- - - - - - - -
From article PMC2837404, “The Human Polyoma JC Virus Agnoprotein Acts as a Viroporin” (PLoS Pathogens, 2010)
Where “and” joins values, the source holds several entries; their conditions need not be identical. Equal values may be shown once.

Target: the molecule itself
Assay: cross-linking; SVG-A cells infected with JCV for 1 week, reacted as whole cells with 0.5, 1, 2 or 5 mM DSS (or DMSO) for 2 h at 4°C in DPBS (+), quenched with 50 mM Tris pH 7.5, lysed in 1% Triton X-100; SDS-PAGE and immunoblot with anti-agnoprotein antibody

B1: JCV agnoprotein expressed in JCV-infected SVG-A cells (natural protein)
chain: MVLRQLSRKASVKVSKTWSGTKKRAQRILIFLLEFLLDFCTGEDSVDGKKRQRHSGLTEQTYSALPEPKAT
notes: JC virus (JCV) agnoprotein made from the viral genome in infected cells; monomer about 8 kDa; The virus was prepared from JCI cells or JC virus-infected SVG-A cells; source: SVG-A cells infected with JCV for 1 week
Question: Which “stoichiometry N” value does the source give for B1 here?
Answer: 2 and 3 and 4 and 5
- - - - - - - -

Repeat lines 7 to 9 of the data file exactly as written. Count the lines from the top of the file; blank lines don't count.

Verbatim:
notes: JC virus (JCV) agnoprotein made from the viral genome in infected cells; monomer about 8 kDa; The virus was prepared from JCI cells or JC virus-infected SVG-A cells; source: SVG-A cells infected with JCV for 1 week
Question: Which “stoichiometry N” value does the source give for B1 here?
Answer: 2 and 3 and 4 and 5